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Q&A: Doctor embraces First Choice ER concept

March 22, 2013
photo - Dr. Andrew Kosmowski  Photo by
Dr. Andrew Kosmowski Photo by  

It’s a first for First Choice.

First Choice Emergency Room, a suburban Dallas-based company that operates free-standing emergency rooms, opened a location this month at 2770 Powers Blvd. on the east side of Colorado Springs — the company’s first location outside of Texas. Dr. Andrew Kosmowski is the Springs facility medical director; he said he sees First Choice growing in Colorado, with several more locations up the Front Range and into Denver in the next few years.

Before joining First Choice ER, Kosmowski served in the U.S. Army Medical Department for 25 years, including tours in Iraq and Afghanistan. He has also worked as a traveling ER doctor in Colorado and a few other states.

He received his medical degree from Uniformed Services University of Health Sciences in Bethesda, Md., and completed his emergency medicine residency at the Madigan Army Medical Center at Fort Lewis in Washington.

Kosmowski, 47, was born in New York City and grew up in the Washington, D.C. area. He and his wife, Karen, have three children: Zach, 20, Luda, 16, and Nick, 15.

Question: You retired from the Army after a quarter-century. Why did you leave the service and how did you end up with First Choice ER?

Answer: After 25 years, and seven combat deployments for over 43 months total, the Army did not seem to have a challenging job for me that did not involve further deployment or relocation. I had great opportunities in the Army, including being chief of three different emergency departments, theater surgeon in Afghanistan in 2006 and adviser to the Iraqi surgeon general in 2010 as the U.S. was ending our mission there. After retiring from the Army in April 2012, I learned of First Choice Emergency Room in August. I think the business model interested me most. As a department in a hospital-based system, an emergency department is required to conform to policies that don’t really fit the unique ER situation. FCER appealed to me because we are only an ER and can focus specifically on providing the best care for the ER patient.

Q: First Choice ER brings a new concept to Colorado Springs. What do you see as the benefits and drawbacks of such a system to the patients and the staff?

A: The obvious benefit to patients is that we now represent a new and very expedient access to emergency care 24/7.  My goal is to have patients seen by a doctor within the first five minutes after walking through the door and then out the door within an hour later.  We have a small but efficient team who will have a patient evaluated, medicated, CT scanned and/or radiated with results and ready for discharge far quicker than the usual several-hour ER ordeal.  If a patient needs admission, we will send them by ambulance, or private vehicle, to either Memorial, Penrose-St Francis or Evans hospitals depending on what is the best care for their condition.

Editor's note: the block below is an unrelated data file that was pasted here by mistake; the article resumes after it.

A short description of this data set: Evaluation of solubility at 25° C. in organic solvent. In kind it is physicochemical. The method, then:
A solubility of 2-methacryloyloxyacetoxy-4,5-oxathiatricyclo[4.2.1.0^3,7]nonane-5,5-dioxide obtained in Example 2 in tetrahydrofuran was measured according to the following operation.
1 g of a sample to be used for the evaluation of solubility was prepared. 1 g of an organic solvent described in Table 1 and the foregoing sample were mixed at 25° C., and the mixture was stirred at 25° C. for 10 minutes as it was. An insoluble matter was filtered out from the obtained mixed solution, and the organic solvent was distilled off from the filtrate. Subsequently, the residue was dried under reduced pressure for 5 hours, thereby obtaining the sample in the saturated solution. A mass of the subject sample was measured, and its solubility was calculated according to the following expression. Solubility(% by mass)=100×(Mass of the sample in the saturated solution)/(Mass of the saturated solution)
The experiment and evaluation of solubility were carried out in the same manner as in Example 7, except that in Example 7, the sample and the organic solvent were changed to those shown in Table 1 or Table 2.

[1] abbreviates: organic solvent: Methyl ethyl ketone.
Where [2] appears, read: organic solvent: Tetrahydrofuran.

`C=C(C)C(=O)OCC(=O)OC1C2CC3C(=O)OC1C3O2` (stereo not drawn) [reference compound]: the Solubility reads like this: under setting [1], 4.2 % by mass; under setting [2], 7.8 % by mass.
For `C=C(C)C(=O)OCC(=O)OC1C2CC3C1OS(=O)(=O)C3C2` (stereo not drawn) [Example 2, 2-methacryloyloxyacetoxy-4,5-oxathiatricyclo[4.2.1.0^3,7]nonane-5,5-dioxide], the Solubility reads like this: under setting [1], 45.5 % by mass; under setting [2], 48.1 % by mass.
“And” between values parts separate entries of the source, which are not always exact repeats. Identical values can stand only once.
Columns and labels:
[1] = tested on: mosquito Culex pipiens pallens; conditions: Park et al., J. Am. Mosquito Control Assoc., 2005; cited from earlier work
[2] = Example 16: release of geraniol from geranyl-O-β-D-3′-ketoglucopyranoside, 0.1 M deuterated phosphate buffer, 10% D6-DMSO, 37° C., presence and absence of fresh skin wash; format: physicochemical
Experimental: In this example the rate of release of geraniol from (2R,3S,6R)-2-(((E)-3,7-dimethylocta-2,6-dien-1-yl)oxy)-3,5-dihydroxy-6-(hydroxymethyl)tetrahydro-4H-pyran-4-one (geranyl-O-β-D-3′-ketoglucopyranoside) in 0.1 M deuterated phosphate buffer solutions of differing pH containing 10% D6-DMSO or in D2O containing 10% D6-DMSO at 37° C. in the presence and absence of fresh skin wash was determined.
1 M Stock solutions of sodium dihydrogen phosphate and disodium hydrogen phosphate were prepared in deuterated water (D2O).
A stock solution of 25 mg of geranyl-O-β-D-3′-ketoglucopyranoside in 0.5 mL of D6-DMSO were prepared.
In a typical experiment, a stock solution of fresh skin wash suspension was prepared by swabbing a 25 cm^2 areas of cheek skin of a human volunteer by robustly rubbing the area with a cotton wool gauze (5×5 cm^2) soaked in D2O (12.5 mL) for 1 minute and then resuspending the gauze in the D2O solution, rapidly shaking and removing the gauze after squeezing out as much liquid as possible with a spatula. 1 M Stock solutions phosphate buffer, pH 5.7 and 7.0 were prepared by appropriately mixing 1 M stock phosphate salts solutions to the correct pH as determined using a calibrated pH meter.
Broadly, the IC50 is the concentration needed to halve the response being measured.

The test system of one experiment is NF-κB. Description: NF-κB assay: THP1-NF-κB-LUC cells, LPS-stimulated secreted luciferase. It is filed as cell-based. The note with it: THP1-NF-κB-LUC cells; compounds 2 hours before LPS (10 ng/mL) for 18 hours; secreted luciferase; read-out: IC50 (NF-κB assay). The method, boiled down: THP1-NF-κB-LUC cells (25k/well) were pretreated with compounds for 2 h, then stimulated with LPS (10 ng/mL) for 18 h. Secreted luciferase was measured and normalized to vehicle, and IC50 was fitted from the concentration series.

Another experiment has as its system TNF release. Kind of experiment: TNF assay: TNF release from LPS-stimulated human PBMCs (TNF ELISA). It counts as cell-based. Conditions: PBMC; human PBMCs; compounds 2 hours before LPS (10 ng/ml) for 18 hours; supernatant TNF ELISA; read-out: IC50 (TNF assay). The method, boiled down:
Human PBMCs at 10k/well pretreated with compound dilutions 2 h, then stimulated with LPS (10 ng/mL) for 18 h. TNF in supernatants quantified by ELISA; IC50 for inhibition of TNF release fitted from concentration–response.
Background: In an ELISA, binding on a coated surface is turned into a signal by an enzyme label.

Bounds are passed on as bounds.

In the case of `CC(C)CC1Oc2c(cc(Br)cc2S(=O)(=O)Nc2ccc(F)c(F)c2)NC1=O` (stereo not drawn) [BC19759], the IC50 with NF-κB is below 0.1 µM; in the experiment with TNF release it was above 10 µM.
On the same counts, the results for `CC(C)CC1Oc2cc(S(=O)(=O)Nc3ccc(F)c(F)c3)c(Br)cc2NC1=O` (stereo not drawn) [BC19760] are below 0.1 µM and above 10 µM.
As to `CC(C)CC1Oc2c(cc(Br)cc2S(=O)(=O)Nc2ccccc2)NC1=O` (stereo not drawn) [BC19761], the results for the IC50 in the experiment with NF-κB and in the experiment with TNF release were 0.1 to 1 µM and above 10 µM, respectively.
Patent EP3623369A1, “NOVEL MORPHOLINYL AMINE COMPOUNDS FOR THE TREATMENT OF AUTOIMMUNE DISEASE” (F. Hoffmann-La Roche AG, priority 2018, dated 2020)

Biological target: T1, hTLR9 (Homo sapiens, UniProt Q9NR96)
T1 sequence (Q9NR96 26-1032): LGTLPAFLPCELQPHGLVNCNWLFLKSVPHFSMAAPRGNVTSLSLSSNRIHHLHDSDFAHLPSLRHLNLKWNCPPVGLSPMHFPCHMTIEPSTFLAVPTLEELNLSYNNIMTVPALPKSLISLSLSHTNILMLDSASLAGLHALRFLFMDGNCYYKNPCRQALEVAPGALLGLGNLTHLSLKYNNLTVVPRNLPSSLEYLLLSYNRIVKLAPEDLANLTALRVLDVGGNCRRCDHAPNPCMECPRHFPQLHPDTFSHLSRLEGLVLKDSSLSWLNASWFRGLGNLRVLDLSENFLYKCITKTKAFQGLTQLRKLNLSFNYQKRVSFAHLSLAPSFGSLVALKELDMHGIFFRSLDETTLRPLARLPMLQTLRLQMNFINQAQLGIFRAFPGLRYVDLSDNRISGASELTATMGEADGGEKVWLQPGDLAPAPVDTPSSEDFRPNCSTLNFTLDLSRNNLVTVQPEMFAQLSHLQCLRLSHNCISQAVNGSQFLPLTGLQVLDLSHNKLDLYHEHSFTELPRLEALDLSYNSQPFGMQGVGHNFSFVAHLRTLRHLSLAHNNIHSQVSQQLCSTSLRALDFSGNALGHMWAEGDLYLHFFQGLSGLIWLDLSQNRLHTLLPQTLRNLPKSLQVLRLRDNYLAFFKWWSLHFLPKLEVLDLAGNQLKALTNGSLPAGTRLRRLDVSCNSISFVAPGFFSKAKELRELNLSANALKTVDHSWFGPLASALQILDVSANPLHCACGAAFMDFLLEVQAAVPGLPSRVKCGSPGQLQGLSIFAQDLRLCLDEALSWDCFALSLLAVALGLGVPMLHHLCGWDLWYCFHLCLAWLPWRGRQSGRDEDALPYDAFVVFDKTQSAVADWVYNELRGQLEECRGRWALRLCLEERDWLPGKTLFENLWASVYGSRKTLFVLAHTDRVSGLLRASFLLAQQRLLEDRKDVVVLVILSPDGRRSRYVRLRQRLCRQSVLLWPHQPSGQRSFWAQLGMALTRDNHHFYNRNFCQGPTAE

The main drawback we are seeing is that we are perceived as being so different from all of the other hospital-affiliated ERs that some are over cautious as to our capabilities.  The truth is that all of our doctors, nurses, CT/rad techs and front-office staff are seasoned and very experienced with the delivery of emergency care, and most have worked in the ERs around the community.  

Q: While First Choice ER is not affiliated with Penrose-St. Francis Health Systems or Memorial Hospital, some cases seen at your facility will require further care at one of the two hospital systems. What kind of relationship have you built, or are building, with the two?

A: We are near completion of transfer agreements with both Memorial and Penrose-St Francis and I am beginning coordination with Evans Army Community Hospital for a similar agreement.

Q: First Choice ER doesn’t accept incoming ambulances, so those emergency cases will still be going to a hospital. What types of emergencies are you seeing or expect to see?  

A: All kinds. Most patients who go to the ER get there without an ambulance while most patients who arrive by ambulance don’t get admitted.  Also, many patients may be evaluated by EMS and told that they do not need to go to the ER by ambulance, but may need to go to the ER at some point for evaluation.  While we don’t expect to see much major trauma since we don’t have ambulances coming here, there will certainly be seriously ill and injured patients who make there way to our doors.  Additionally, it is my intention to discuss further with the EMS community what could be FCER’s role in a mass casualty situation.  I feel we would be a great place for the triage category “green,” or minimally injured patients, to come for care, taking pressure off the trauma centers.

Q: What drew you to a career in medicine? And, specifically, emergency medicine?

A: I was good at science in junior high school, and then my father died of a heart attack when I was in high school.  I then began working toward medicine and learned of Uniformed Services University of the Health Sciences in Bethesda, Md. I felt that emergency medicine in the Army would give me many opportunities to care for soldiers in all kinds of environments and with a wide variety of conditions.

Questions and answers are edited
for brevity and clarity.

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